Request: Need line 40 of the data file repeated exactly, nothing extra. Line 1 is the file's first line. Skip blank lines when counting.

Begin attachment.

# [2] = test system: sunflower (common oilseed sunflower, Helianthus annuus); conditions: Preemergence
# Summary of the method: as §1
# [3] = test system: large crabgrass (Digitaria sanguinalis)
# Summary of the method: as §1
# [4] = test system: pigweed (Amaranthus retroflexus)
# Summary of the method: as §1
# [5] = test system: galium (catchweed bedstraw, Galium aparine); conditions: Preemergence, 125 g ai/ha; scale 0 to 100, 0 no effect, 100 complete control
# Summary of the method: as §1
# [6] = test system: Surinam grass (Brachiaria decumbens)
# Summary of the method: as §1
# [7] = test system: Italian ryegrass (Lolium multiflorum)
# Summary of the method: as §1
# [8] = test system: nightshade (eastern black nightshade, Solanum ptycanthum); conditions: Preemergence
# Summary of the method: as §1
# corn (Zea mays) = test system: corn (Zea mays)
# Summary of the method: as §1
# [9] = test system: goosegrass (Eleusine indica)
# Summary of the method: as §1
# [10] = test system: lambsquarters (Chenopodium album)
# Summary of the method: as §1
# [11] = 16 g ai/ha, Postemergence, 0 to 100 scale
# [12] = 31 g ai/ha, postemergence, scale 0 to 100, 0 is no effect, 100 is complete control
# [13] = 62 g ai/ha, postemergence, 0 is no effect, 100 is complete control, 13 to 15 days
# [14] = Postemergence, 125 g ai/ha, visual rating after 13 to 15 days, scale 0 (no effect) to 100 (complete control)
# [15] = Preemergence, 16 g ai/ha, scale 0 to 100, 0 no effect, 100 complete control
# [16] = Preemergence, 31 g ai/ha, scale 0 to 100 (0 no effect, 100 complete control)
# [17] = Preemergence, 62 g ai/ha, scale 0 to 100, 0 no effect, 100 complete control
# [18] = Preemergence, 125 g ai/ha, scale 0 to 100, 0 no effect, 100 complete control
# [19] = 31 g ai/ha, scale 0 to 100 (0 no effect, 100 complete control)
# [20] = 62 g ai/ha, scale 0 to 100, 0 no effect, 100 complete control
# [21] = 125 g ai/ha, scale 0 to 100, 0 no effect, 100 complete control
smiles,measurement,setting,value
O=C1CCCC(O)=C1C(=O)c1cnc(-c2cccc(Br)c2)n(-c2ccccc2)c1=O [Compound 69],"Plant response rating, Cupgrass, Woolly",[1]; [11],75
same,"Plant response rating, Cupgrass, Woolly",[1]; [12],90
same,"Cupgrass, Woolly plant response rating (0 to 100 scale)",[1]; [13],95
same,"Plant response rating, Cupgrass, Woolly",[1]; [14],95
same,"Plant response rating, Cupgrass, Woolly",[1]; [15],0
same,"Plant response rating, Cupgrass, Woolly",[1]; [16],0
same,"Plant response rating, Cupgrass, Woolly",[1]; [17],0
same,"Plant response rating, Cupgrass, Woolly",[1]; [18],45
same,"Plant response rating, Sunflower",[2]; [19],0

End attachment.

same,"Plant response rating, Cupgrass, Woolly",[1]; [18],45